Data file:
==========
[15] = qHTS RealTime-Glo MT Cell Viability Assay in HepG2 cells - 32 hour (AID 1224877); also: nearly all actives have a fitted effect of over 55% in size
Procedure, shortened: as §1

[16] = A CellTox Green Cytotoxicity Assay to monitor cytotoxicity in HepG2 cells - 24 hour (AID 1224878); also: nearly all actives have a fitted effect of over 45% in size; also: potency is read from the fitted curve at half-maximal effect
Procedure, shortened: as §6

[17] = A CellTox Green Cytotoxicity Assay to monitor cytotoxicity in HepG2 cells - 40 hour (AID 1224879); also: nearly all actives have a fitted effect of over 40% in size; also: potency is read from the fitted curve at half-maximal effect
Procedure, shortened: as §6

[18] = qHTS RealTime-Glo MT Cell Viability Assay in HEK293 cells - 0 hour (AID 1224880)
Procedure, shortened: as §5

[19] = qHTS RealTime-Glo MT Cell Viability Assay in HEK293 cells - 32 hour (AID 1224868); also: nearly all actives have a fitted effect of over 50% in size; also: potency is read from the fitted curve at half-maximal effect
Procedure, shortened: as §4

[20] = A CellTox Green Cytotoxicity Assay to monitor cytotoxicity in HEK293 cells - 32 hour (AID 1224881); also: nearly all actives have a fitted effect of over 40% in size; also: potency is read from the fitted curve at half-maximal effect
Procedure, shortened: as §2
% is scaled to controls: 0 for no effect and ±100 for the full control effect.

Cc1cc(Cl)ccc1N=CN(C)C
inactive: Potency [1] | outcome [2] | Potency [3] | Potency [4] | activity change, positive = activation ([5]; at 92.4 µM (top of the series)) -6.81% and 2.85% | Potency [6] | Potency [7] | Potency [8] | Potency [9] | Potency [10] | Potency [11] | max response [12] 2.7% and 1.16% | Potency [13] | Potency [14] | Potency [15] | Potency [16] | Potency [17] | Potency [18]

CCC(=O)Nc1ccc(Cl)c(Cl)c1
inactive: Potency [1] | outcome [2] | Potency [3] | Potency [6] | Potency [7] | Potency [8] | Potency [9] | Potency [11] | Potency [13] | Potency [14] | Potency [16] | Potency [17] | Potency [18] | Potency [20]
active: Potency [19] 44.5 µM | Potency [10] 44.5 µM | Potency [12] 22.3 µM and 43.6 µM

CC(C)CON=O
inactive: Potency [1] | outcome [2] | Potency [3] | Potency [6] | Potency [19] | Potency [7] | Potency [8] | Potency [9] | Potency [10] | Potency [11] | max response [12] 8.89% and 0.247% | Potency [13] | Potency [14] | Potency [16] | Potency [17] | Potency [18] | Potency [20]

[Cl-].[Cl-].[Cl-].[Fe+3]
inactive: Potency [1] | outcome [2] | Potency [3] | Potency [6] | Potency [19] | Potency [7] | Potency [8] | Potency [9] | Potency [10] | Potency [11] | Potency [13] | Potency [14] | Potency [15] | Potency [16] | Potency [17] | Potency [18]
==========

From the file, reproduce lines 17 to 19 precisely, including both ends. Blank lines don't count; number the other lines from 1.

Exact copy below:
inactive: Potency [1] | outcome [2] | Potency [3] | Potency [6] | Potency [7] | Potency [8] | Potency [9] | Potency [11] | Potency [13] | Potency [14] | Potency [16] | Potency [17] | Potency [18] | Potency [20]
active: Potency [19] 44.5 µM | Potency [10] 44.5 µM | Potency [12] 22.3 µM and 43.6 µM

CC(C)CON=O